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click here for a free trial. A weak dollar is a sign of a weak government and a weak economy. So why are so many people saying the sagging greenback is nothing to worry about? Though the dollar is down 21% against the euro over the past 12 months, the U.S. Treasury and Wall Street economists, and even media commentators, have downplayed the relevance of the slide. Indeed, some people say the decline, if moderate, is a good thing, because it will make American goods cheaper to foreigners and will therefore boost exports and add juice to the sluggish economy. Truth be told, this fondness for a depreciating currency springs out of the something-for-nothing school of economics, which also advocates higher government spending and lower interest rates as solutions to any form of economic malaise. Though all these things actually end up causing more economic malaise, we should never underestimate the seductiveness of quack solutions to politicians, traders and idealists. Now, with the economy showing few signs of strength after drastic cuts in interest rates and massive lending to individuals for houses and cars, we have reached the point at which central bankers and government officials start to favor the next brand of snake oil. After months of rock-bottom interest rates, an influential Federal Reserve governor said that the central bank must be prepared to buy all manner of financial assets to reflate an economy not responding to very low interest rates. And we have had Treasury Secretary John Snow making strangely soft remarks on the dollar. On March 4, Snow said he was "not particularly concerned about" the dollar's drop. Then, in a Sunday TV interview, he made the following remark: "When the dollar is at a lower level, it helps exports, and I think exports are getting stronger as a result."
So, does Snow's second remark mean he doesn't believe in devaluation as a useful economic tool? No. Look how he has inserted the adjectives "long-run" and "long-term." The message seems to be that devaluation may give your economy a short-term boost but it will have little effect over time. That stance is economic orthodoxy, and it fits nicely with Fed and Treasury efforts to boost the economy. The party line goes something like this: "Yes, low interest rates may be causing overpricing of houses in certain pockets of the country, overproduction of autos and swelling debt levels on personal and corporate balance sheets, but these things won't matter when we get the economy humming again." But what if these things end up restricting economic growth? Won't chronically high debt levels make individuals and companies cautious in their spending till their balance sheets are restructured? The same principle applies to the dollar. Benign neglect of dollar weakness will lead to much more weakness of the dollar if the economy doesn't pick up. Investors are selling dollars for a number of reasons -- the swelling trade and fiscal deficits, Fed and Treasury statements, weak productivity numbers, stubbornly high leverage numbers and the obvious fact that neither Wall Street nor corporations have learned anything from the bubble's popping and are back to pumping overpriced stocks. The bull argument is that economic revival is just around the corner and the dollar will rise when that materializes. But if growth doesn't happen and the Fed and Treasury still seem unconcerned by the drop, many of the dollar bulls will flee the currency and the slide will be gruesome.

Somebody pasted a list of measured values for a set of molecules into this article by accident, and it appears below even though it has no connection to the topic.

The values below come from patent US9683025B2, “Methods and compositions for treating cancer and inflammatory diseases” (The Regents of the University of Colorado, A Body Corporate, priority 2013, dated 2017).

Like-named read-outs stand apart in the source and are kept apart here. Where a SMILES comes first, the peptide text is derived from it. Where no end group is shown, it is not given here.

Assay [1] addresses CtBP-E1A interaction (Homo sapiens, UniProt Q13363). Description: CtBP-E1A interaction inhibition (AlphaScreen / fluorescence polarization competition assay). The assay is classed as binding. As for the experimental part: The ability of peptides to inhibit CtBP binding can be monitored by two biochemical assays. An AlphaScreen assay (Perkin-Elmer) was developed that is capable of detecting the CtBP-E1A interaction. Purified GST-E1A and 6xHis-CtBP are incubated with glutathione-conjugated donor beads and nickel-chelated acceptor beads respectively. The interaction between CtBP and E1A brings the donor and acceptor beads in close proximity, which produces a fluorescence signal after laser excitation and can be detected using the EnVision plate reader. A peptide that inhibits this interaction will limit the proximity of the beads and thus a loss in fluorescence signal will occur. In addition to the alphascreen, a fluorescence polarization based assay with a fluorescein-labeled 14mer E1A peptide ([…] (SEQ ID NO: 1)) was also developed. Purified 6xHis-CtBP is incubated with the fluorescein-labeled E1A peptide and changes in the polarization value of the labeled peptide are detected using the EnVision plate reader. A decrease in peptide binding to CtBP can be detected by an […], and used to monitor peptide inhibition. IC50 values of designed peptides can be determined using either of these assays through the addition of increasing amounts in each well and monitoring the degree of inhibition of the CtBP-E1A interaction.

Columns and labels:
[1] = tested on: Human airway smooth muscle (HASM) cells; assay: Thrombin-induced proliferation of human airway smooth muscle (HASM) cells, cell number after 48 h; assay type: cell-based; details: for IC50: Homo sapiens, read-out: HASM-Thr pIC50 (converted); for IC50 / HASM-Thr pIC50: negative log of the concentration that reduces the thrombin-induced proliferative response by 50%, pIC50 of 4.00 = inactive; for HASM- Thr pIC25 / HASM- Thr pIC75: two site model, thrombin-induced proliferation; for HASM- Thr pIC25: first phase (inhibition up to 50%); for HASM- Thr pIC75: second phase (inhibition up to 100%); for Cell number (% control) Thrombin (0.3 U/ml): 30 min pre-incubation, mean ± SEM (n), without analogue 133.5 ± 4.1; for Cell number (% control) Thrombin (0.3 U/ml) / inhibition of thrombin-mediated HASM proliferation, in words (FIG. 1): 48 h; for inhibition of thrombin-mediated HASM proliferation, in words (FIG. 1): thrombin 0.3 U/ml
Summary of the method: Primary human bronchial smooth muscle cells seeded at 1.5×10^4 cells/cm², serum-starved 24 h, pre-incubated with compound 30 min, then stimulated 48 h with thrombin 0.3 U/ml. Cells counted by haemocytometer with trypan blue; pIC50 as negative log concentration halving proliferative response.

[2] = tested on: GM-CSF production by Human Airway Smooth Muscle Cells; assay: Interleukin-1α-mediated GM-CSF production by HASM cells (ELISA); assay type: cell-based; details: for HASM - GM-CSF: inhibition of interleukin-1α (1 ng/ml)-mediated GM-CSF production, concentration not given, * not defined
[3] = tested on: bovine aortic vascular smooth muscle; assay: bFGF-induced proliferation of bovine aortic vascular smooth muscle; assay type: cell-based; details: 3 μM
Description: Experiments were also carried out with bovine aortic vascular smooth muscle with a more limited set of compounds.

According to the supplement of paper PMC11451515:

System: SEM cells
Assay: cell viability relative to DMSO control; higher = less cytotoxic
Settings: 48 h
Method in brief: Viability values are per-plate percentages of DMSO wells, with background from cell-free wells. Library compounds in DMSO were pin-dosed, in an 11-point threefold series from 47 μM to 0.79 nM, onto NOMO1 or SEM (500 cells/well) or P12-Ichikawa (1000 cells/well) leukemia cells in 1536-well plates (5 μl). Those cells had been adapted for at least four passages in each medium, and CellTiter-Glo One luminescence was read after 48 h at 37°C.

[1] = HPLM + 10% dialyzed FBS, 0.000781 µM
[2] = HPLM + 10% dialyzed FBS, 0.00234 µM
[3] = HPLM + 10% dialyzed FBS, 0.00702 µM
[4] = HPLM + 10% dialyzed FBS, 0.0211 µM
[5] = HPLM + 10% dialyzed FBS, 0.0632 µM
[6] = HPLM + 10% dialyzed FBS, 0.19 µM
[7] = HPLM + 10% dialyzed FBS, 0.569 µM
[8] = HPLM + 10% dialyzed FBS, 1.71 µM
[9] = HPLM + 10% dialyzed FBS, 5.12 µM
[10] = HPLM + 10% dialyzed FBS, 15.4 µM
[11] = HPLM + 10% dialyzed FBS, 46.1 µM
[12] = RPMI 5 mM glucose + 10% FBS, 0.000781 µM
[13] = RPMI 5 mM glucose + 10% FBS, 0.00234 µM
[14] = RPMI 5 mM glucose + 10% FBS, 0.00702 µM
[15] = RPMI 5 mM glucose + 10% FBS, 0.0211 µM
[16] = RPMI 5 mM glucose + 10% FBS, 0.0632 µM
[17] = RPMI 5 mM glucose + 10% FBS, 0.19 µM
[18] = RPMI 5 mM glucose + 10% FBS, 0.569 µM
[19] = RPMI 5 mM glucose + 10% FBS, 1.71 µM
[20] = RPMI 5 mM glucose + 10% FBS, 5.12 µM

Finally, at its very core, the devaluation argument makes no sense. Money's worth is defined by what it can buy in real goods and services. Devaluation leads to inflation as producers experience higher demand for their products and raise prices. As prices rise, the currency buys fewer real goods and services. No one wins. The market knows that and bids the currency even lower, forcing economic officials to jack up interest rates to stop the slide. This causes the economy to grind to a halt. Granted, we are not at that point. But someone needs to make a strong defense of the greenback soon. Snow could make unambiguously tough statements about the greenback and intervene in the markets along with other countries to ambush investors making the short-dollar trade. He could effectively become Mr. Dollar, just as Eisuke Sakakibara was known as Mr. Yen. The fact that he doesn't is evidence that he's fine with the decline. But if he waits much longer, it will be too late to stop.